From Import2vec - Learning Embeddings for Software Libraries by Bart Theeten, Frederik Vandeputte, Tom Van Cutsem, MSR 2019. Reproduced with permission.


In this day and age, a simple `create-react-app` pulls over 1500 dependencies: it’s safe to say that analyzing those dependencies is becoming crucial to managing complexity, reducing technical debt, ensuring compliance, addressing security issues and many other critical tasks for most software companies.

Bart Theeten, Frederik Vandeputte and Tom Van Cutsem, at Nokia Bell Labs in Antwerp, Belgium, have recently published a paper at MSR 2019 to help solving this problem: they model dependencies based on their usage context, very much like we model words in Natural Language Processing.


Import2vec uses the widespread word2vec model to produce embeddings. If you’re not sure what word2vec is, check out our blog post on building source code identifiers embeddings or this tensorflow tutorial for in-depth explanations.

Here, the context used to model libraries is external library imports, either at the file level or at the project level. The contextual imports are selected to be the most relevant: only the imports that are sufficiently used at the global scale (e.g. across an ecosystem) are kept and the most popular imports are discarded—they are likely to be the core language libraries and to not convey any meaningful information.

Playing with the model

The authors of Import2vec at Nokia Bell Labs did a great job with sharing their research: they built Code Compass, a library navigation tool which has VS Code integration, and shared their trained model and example code to explore the embeddings on Zenodo.

Screenshot of Code Compass in action in VS Code, with recommended libraries in the Machine Learning category for some PyTorch code. The presented alternatives are indeed very relevant in the industry.

You can download all the trained embeddings and use them directly for a specific task or quickly explore them in a notebook. It is a great example of the evolving standards in the scientific community regarding reproducibility.

Next steps

A new challenger is approaching

One of the major objectives of Import2vec is to provide insight into the tangled space of a software ecosystem. Applying word2vec to library usage data gets problematic for newcomers: new libraries might have not appeared in open source projects yet—especially in already mined datasets—therefore it is hard to build good embeddings for them. It will be interesting to see how the next papers on the subject address this challenging problem. One interesting option is to additionally consider the contents of the files where libraries are imported, since that information is available for newcomers.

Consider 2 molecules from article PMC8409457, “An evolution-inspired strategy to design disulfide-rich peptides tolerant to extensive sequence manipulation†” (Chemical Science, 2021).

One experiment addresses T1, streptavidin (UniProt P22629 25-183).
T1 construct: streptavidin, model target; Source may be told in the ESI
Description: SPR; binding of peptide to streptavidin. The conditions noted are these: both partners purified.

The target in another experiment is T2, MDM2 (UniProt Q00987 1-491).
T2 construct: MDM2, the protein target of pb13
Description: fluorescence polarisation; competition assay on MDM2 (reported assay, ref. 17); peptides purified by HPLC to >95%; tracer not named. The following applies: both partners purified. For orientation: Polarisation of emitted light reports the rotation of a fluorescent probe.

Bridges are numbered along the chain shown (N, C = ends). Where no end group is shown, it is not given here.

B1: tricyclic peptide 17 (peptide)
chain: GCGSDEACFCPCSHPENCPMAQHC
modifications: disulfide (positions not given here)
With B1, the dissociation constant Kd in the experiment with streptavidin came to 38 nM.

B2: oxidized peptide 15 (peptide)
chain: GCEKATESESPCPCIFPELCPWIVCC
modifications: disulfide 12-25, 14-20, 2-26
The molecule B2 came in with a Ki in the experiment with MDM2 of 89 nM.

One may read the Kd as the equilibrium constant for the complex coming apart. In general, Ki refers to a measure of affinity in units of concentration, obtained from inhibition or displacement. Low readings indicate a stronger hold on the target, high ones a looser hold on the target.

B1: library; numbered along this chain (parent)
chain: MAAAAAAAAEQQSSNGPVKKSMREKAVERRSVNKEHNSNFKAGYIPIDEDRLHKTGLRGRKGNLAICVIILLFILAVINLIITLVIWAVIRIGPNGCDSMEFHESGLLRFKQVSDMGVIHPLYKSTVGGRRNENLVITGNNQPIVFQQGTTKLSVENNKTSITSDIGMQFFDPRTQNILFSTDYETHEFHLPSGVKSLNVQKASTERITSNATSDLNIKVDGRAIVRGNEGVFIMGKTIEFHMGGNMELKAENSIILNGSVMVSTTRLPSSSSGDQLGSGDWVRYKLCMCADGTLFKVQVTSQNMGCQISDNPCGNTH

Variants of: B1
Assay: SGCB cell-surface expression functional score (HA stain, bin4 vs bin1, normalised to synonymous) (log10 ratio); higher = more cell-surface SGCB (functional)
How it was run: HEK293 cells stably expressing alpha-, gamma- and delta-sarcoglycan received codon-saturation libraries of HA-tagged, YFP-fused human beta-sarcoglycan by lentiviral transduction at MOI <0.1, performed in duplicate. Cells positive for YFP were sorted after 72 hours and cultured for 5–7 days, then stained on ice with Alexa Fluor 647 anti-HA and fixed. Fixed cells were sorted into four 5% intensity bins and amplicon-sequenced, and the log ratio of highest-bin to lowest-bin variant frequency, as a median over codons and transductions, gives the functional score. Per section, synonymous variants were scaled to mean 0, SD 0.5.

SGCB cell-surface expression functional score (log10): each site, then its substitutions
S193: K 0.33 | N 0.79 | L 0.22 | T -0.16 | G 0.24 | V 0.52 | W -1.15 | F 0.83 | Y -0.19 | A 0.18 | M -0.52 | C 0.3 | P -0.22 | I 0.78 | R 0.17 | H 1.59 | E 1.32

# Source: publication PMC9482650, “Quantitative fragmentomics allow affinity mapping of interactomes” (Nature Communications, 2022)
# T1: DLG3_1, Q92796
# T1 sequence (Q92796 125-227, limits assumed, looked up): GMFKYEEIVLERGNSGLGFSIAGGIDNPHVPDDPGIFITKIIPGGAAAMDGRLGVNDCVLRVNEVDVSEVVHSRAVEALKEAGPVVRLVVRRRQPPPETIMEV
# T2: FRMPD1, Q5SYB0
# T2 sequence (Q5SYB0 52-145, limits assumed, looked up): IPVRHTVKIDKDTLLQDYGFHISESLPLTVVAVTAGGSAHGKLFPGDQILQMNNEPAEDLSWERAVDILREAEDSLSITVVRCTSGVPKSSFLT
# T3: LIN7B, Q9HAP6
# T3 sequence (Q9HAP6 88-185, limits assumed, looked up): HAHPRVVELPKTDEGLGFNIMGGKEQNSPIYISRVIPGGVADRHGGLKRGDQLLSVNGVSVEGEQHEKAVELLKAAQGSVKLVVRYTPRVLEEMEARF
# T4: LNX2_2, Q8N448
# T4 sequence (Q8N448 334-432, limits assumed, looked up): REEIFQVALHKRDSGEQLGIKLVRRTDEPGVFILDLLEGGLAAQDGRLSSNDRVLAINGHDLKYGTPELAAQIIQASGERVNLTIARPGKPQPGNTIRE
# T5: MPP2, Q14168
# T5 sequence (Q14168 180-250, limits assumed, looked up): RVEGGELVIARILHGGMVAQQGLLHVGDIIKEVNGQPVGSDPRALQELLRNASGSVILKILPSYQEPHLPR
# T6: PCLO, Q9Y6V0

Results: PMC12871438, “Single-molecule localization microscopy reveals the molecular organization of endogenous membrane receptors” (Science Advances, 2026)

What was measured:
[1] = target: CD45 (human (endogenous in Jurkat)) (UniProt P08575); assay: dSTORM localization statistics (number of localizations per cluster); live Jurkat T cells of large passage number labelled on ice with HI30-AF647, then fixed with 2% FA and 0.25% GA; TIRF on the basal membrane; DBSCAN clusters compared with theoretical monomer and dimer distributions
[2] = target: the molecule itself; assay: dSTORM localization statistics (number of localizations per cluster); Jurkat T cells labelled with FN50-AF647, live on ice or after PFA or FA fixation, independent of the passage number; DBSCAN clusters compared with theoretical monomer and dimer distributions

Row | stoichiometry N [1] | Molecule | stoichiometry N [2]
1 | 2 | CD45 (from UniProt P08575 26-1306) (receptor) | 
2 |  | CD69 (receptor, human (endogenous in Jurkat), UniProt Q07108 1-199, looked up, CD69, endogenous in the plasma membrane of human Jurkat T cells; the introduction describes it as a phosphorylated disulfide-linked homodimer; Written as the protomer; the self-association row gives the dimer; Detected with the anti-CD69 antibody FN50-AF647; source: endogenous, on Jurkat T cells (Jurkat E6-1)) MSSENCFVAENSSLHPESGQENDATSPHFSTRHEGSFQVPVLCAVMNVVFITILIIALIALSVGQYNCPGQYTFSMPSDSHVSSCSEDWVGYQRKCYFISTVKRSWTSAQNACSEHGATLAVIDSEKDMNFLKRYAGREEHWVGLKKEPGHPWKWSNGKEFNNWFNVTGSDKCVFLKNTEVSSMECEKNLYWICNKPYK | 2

In Natural Language Processing, we have witnessed a rapid shift from “regular” embeddings like word2vec, GloVe or Swivel to contextualized embeddings like Elmo, BERT, or XLNet. The major objective has been to improve the quality of embeddings for words that have multiple meanings.

Consider the word set in English, for example. It has its own entry in the guinness book and reaches almost 500 documented meanings, depending on which dictionary we consider. A tennis set is very different from a mathematical set, or a tea set. Those nouns are also very different from the verb acceptations of set, which themselves are plenty of. If you train a single embedding for set, it will have to accommodate all those meanings at the same time, poorly. Therefore, it’s extremely interesting to have embeddings that depend on the context of usage: set can have as many different embeddings as required now.

So we could apply this disambiguation to libraries: a given library may play different roles depending on the programming context. Recall pandas: it is capable of data wrangling, performing statistical analysis, displaying plots, etc. In a particular project, however, it might be used for a single purpose. Contextualizing is the key to reflect that in the library embeddings.

Defining libraries

In the paper, the library is coarsely defined as essentially a direct mapping of imports. Although, a single library typically comprises a plenty of imports. Finding out how to automatically split imports in a library is a tougher problem than it seems.


Import2vec is a promising approach to analyze libraries at large scale. We are very excited by the tools that will be built on similar technologies: they will be critical to managing the ever-growing codebases in the world.

If you’d like to investigate Import2vec further, please give this great blog post a read: it is written by the paper authors and provides great insights.

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This post was written by Hugo Mougard.